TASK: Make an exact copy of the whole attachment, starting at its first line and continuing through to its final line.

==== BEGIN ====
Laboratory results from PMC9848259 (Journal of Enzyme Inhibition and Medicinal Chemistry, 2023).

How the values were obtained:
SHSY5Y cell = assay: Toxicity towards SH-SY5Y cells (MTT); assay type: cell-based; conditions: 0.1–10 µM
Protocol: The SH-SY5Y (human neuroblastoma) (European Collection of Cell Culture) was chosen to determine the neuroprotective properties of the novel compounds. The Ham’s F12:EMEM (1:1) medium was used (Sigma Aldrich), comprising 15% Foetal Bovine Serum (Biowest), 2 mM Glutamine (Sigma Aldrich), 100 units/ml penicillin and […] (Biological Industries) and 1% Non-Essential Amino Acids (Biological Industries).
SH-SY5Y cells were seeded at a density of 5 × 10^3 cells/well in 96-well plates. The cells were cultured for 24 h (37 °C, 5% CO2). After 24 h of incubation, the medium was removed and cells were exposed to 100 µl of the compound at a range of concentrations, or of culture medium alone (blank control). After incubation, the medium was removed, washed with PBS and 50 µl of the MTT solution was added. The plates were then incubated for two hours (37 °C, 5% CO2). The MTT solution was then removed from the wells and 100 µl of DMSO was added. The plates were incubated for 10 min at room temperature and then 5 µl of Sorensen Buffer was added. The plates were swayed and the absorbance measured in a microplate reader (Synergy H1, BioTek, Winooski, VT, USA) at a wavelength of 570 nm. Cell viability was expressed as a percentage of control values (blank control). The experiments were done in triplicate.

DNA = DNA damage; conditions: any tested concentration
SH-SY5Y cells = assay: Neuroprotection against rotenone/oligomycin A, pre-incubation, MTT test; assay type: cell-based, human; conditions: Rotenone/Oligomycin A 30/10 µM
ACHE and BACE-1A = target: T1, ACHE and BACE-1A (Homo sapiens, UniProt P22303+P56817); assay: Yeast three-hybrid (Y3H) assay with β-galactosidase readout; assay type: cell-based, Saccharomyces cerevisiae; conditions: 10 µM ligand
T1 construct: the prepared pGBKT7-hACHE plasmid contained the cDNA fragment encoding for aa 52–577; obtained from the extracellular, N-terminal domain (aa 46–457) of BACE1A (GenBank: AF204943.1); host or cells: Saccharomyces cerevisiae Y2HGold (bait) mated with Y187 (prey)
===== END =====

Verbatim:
Laboratory results from PMC9848259 (Journal of Enzyme Inhibition and Medicinal Chemistry, 2023).

How the values were obtained:
SHSY5Y cell = assay: Toxicity towards SH-SY5Y cells (MTT); assay type: cell-based; conditions: 0.1–10 µM
Protocol: The SH-SY5Y (human neuroblastoma) (European Collection of Cell Culture) was chosen to determine the neuroprotective properties of the novel compounds. The Ham’s F12:EMEM (1:1) medium was used (Sigma Aldrich), comprising 15% Foetal Bovine Serum (Biowest), 2 mM Glutamine (Sigma Aldrich), 100 units/ml penicillin and […] (Biological Industries) and 1% Non-Essential Amino Acids (Biological Industries).
SH-SY5Y cells were seeded at a density of 5 × 10^3 cells/well in 96-well plates. The cells were cultured for 24 h (37 °C, 5% CO2). After 24 h of incubation, the medium was removed and cells were exposed to 100 µl of the compound at a range of concentrations, or of culture medium alone (blank control). After incubation, the medium was removed, washed with PBS and 50 µl of the MTT solution was added. The plates were then incubated for two hours (37 °C, 5% CO2). The MTT solution was then removed from the wells and 100 µl of DMSO was added. The plates were incubated for 10 min at room temperature and then 5 µl of Sorensen Buffer was added. The plates were swayed and the absorbance measured in a microplate reader (Synergy H1, BioTek, Winooski, VT, USA) at a wavelength of 570 nm. Cell viability was expressed as a percentage of control values (blank control). The experiments were done in triplicate.

DNA = DNA damage; conditions: any tested concentration
SH-SY5Y cells = assay: Neuroprotection against rotenone/oligomycin A, pre-incubation, MTT test; assay type: cell-based, human; conditions: Rotenone/Oligomycin A 30/10 µM
ACHE and BACE-1A = target: T1, ACHE and BACE-1A (Homo sapiens, UniProt P22303+P56817); assay: Yeast three-hybrid (Y3H) assay with β-galactosidase readout; assay type: cell-based, Saccharomyces cerevisiae; conditions: 10 µM ligand
T1 construct: the prepared pGBKT7-hACHE plasmid contained the cDNA fragment encoding for aa 52–577; obtained from the extracellular, N-terminal domain (aa 46–457) of BACE1A (GenBank: AF204943.1); host or cells: Saccharomyces cerevisiae Y2HGold (bait) mated with Y187 (prey)